- June 26, 2018
- Posted by: page2comm
- Category: Uncategorized
What is the real purpose of PR in the legal industry?
In our work with law firm leaders, we’ve learned that they recognize the power of PR to trumpet the firm’s achievements to members of the legal industry but often don’t understand how PR can and should function within the firm.
Public relations—engaging professionals to craft media strategy, facilitate thought leadership and brand management, and celebrate the accomplishments of attorneys—can be a powerful firm management tool when leaders understand how it is perceived and valued by the people who work for them. Devoting PR resources to shining a spotlight on lawyers who are doing the kind of work you’d like to see more of becomes a powerful incentive to all members of the firm, as well as a signal about what firm leadership values and where lawyers should be placing their efforts.
Sometimes celebrating the accomplishments of your core practice is simply a matter of communicating about important cases. But certain kinds of practices—including some litigation, white collar criminal defense and deal-making work—involve strict confidentiality. In those cases, figuring out how to highlight those attorneys is more of a challenge. But there are ways (call us—we’d love to talk about them!) to generate positive coverage externally, and dole out those PR rewards internally, while still protecting your clients’ confidentiality. Your most successful lawyers are the ones you need to focus on. Don’t abandon the efforts just because the nature of the work makes things trickier.
On the other hand, if you have a practice that is not core to the firm’s business or does not generate much revenue, you may not want to devote much energy to celebrating this work externally. Again, what message do you want to send, both to the broader world, and within the organization, about what the firm values and wants its attorneys to focus on?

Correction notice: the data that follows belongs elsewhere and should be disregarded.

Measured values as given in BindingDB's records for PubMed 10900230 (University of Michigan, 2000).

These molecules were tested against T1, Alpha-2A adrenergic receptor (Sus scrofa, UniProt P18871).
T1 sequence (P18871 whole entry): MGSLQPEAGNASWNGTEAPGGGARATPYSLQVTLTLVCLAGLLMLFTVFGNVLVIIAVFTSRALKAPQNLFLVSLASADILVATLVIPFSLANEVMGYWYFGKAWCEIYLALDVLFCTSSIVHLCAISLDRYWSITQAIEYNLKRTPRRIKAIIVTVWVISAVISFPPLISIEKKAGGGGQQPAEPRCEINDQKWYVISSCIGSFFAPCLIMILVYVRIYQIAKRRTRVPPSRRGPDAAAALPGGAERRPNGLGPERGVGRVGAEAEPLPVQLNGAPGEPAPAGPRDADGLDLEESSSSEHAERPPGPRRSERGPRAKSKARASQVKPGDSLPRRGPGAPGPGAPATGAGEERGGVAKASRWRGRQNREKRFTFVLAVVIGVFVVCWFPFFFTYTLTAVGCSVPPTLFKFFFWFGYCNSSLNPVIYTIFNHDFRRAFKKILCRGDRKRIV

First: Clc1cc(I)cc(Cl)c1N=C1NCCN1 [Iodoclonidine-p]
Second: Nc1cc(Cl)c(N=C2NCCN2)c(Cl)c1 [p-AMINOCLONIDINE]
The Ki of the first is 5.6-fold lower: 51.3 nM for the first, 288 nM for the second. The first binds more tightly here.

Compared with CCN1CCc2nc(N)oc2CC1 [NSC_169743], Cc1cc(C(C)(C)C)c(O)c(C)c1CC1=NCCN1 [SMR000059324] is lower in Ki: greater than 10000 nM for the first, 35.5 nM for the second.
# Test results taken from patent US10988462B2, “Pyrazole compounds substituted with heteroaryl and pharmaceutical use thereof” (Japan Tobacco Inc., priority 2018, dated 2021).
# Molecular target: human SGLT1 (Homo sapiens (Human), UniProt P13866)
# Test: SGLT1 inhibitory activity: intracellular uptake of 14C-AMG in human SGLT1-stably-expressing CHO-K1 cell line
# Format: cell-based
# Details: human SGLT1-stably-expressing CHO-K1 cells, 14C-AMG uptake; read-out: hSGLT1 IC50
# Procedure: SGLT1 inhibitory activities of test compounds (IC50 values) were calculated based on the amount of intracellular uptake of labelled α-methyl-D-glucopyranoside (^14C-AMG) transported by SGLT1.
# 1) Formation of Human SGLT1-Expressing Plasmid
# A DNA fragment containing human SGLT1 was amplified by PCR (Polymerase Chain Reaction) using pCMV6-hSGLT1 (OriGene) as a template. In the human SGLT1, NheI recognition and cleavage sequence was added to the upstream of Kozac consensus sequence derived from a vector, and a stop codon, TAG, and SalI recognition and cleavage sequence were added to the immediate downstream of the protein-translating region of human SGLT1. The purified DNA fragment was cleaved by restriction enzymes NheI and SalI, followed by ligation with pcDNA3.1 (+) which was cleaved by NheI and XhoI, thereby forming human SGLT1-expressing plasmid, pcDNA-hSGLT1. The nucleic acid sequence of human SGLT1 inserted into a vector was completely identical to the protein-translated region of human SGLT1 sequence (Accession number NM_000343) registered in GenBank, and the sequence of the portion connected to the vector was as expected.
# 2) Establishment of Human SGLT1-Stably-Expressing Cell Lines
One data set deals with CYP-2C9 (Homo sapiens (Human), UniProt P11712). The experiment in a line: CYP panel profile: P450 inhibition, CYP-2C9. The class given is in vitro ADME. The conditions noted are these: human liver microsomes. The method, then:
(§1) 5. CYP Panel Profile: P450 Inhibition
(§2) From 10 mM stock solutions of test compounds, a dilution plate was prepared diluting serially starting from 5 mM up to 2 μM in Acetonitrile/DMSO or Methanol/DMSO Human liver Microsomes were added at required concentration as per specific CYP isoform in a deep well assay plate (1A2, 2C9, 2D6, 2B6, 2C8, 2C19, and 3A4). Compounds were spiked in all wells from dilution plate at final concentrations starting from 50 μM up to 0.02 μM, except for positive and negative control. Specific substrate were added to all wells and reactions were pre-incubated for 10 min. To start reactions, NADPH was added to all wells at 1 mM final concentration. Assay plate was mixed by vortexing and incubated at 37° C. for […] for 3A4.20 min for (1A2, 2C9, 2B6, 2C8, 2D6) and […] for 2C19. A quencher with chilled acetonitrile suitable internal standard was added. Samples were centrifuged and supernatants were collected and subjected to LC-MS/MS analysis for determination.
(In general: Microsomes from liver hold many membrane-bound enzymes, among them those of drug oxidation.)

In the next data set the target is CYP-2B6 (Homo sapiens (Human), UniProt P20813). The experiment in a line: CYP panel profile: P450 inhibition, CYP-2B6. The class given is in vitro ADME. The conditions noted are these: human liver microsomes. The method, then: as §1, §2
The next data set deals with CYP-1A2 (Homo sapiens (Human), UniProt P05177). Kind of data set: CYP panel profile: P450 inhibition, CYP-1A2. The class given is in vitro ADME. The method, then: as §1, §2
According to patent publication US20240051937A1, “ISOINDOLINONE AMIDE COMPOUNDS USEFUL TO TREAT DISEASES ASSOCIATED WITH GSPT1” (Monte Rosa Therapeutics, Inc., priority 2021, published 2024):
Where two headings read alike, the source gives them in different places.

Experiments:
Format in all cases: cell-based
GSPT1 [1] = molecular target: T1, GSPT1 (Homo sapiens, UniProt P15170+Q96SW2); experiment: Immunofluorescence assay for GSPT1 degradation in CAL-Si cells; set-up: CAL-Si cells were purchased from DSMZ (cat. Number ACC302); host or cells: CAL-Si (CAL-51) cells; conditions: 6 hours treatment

Attorneys—and particularly the younger and more media-savvy attorneys firms are actively recruiting—view PR attention as a valuable form of compensation. Since many of these up-and-coming lawyers know they will not stay with one firm throughout their career, they recognize that PR around their practice and individual achievements will follow them wherever they go. It is currency they can use to build their business in the future. They understand this and firm management should too—and use it to their advantage in terms of recruitment and retention. Salary and benefits will of course continue to be a candidate’s most important concerns, but access to resources for promoting themselves is very much part of their calculation.
Understandably, law firm leaders tend to be opportunistic when it comes to communicating about their firm. “What looks good” is one piece of the puzzle, but communications work is most effective when it’s part of a proactive strategy based on who the firm is and what work it wants to be doing. That strategy takes into account the effect on external factors like reputation, but it also seriously considers the internal impact of PR and how it will mesh with the overall plan for managing the firm.